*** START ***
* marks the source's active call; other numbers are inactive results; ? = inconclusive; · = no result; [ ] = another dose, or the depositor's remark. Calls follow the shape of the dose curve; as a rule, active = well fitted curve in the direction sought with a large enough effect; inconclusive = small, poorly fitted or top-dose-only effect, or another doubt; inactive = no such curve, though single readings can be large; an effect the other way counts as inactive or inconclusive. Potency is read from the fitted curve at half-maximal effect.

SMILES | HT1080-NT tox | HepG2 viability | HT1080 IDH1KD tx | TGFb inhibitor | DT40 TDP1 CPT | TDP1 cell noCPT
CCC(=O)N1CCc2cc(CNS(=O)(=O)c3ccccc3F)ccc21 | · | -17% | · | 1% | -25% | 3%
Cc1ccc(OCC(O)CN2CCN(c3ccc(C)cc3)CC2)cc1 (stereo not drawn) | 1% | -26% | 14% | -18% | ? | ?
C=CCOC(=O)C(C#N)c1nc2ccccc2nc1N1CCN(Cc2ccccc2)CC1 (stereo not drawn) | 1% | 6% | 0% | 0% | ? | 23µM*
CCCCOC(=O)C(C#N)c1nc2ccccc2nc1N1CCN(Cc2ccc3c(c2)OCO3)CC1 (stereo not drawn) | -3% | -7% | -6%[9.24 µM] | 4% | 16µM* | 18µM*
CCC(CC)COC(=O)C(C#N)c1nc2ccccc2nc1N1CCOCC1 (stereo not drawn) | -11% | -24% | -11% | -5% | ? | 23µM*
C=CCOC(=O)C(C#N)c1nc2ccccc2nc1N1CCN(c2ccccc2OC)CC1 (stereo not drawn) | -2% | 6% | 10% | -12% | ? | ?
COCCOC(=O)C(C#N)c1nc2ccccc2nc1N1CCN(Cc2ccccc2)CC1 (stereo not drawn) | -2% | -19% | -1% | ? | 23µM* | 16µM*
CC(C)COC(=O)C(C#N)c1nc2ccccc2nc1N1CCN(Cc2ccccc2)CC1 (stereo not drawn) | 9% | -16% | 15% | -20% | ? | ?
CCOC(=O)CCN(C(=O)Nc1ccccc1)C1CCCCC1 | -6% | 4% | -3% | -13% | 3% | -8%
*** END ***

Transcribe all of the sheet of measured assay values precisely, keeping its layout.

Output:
* marks the source's active call; other numbers are inactive results; ? = inconclusive; · = no result; [ ] = another dose, or the depositor's remark. Calls follow the shape of the dose curve; as a rule, active = well fitted curve in the direction sought with a large enough effect; inconclusive = small, poorly fitted or top-dose-only effect, or another doubt; inactive = no such curve, though single readings can be large; an effect the other way counts as inactive or inconclusive. Potency is read from the fitted curve at half-maximal effect.

SMILES | HT1080-NT tox | HepG2 viability | HT1080 IDH1KD tx | TGFb inhibitor | DT40 TDP1 CPT | TDP1 cell noCPT
CCC(=O)N1CCc2cc(CNS(=O)(=O)c3ccccc3F)ccc21 | · | -17% | · | 1% | -25% | 3%
Cc1ccc(OCC(O)CN2CCN(c3ccc(C)cc3)CC2)cc1 (stereo not drawn) | 1% | -26% | 14% | -18% | ? | ?
C=CCOC(=O)C(C#N)c1nc2ccccc2nc1N1CCN(Cc2ccccc2)CC1 (stereo not drawn) | 1% | 6% | 0% | 0% | ? | 23µM*
CCCCOC(=O)C(C#N)c1nc2ccccc2nc1N1CCN(Cc2ccc3c(c2)OCO3)CC1 (stereo not drawn) | -3% | -7% | -6%[9.24 µM] | 4% | 16µM* | 18µM*
CCC(CC)COC(=O)C(C#N)c1nc2ccccc2nc1N1CCOCC1 (stereo not drawn) | -11% | -24% | -11% | -5% | ? | 23µM*
C=CCOC(=O)C(C#N)c1nc2ccccc2nc1N1CCN(c2ccccc2OC)CC1 (stereo not drawn) | -2% | 6% | 10% | -12% | ? | ?
COCCOC(=O)C(C#N)c1nc2ccccc2nc1N1CCN(Cc2ccccc2)CC1 (stereo not drawn) | -2% | -19% | -1% | ? | 23µM* | 16µM*
CC(C)COC(=O)C(C#N)c1nc2ccccc2nc1N1CCN(Cc2ccccc2)CC1 (stereo not drawn) | 9% | -16% | 15% | -20% | ? | ?
CCOC(=O)CCN(C(=O)Nc1ccccc1)C1CCCCC1 | -6% | 4% | -3% | -13% | 3% | -8%